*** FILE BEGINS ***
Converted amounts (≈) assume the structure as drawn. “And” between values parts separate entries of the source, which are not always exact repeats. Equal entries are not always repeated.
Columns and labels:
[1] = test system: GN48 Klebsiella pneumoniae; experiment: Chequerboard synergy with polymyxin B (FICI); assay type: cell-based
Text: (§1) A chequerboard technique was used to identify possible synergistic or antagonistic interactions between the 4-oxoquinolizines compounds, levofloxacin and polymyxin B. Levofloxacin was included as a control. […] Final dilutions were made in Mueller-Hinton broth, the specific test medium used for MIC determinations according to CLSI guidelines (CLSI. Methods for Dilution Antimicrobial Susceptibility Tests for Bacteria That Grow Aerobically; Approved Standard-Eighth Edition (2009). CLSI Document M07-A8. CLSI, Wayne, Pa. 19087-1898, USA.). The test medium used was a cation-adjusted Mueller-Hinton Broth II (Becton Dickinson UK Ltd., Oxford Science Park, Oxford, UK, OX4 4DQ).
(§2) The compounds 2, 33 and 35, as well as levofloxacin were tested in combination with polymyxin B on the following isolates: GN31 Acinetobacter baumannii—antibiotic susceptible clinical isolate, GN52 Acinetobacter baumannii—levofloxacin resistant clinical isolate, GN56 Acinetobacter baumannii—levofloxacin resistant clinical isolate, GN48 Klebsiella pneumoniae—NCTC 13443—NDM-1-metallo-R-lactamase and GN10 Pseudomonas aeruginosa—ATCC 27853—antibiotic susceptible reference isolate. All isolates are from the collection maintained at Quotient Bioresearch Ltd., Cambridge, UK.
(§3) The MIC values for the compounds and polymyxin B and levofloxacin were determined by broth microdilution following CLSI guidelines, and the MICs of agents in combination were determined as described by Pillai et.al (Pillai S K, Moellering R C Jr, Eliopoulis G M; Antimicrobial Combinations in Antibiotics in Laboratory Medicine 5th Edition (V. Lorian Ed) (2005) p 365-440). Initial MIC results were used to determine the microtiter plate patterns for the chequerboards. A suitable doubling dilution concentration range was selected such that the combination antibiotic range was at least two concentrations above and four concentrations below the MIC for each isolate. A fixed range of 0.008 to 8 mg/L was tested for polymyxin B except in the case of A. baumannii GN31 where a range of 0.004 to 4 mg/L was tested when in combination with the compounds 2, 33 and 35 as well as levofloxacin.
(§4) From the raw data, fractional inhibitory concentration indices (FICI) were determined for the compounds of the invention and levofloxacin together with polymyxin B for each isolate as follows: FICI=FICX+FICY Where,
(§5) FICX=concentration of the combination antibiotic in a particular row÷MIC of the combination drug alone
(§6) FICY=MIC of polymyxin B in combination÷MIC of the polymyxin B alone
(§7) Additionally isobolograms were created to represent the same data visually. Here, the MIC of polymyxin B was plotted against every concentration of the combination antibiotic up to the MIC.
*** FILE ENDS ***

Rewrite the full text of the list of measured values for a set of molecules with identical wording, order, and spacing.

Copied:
Converted amounts (≈) assume the structure as drawn. “And” between values parts separate entries of the source, which are not always exact repeats. Equal entries are not always repeated.
Columns and labels:
[1] = test system: GN48 Klebsiella pneumoniae; experiment: Chequerboard synergy with polymyxin B (FICI); assay type: cell-based
Text: (§1) A chequerboard technique was used to identify possible synergistic or antagonistic interactions between the 4-oxoquinolizines compounds, levofloxacin and polymyxin B. Levofloxacin was included as a control. […] Final dilutions were made in Mueller-Hinton broth, the specific test medium used for MIC determinations according to CLSI guidelines (CLSI. Methods for Dilution Antimicrobial Susceptibility Tests for Bacteria That Grow Aerobically; Approved Standard-Eighth Edition (2009). CLSI Document M07-A8. CLSI, Wayne, Pa. 19087-1898, USA.). The test medium used was a cation-adjusted Mueller-Hinton Broth II (Becton Dickinson UK Ltd., Oxford Science Park, Oxford, UK, OX4 4DQ).
(§2) The compounds 2, 33 and 35, as well as levofloxacin were tested in combination with polymyxin B on the following isolates: GN31 Acinetobacter baumannii—antibiotic susceptible clinical isolate, GN52 Acinetobacter baumannii—levofloxacin resistant clinical isolate, GN56 Acinetobacter baumannii—levofloxacin resistant clinical isolate, GN48 Klebsiella pneumoniae—NCTC 13443—NDM-1-metallo-R-lactamase and GN10 Pseudomonas aeruginosa—ATCC 27853—antibiotic susceptible reference isolate. All isolates are from the collection maintained at Quotient Bioresearch Ltd., Cambridge, UK.
(§3) The MIC values for the compounds and polymyxin B and levofloxacin were determined by broth microdilution following CLSI guidelines, and the MICs of agents in combination were determined as described by Pillai et.al (Pillai S K, Moellering R C Jr, Eliopoulis G M; Antimicrobial Combinations in Antibiotics in Laboratory Medicine 5th Edition (V. Lorian Ed) (2005) p 365-440). Initial MIC results were used to determine the microtiter plate patterns for the chequerboards. A suitable doubling dilution concentration range was selected such that the combination antibiotic range was at least two concentrations above and four concentrations below the MIC for each isolate. A fixed range of 0.008 to 8 mg/L was tested for polymyxin B except in the case of A. baumannii GN31 where a range of 0.004 to 4 mg/L was tested when in combination with the compounds 2, 33 and 35 as well as levofloxacin.
(§4) From the raw data, fractional inhibitory concentration indices (FICI) were determined for the compounds of the invention and levofloxacin together with polymyxin B for each isolate as follows: FICI=FICX+FICY Where,
(§5) FICX=concentration of the combination antibiotic in a particular row÷MIC of the combination drug alone
(§6) FICY=MIC of polymyxin B in combination÷MIC of the polymyxin B alone
(§7) Additionally isobolograms were created to represent the same data visually. Here, the MIC of polymyxin B was plotted against every concentration of the combination antibiotic up to the MIC.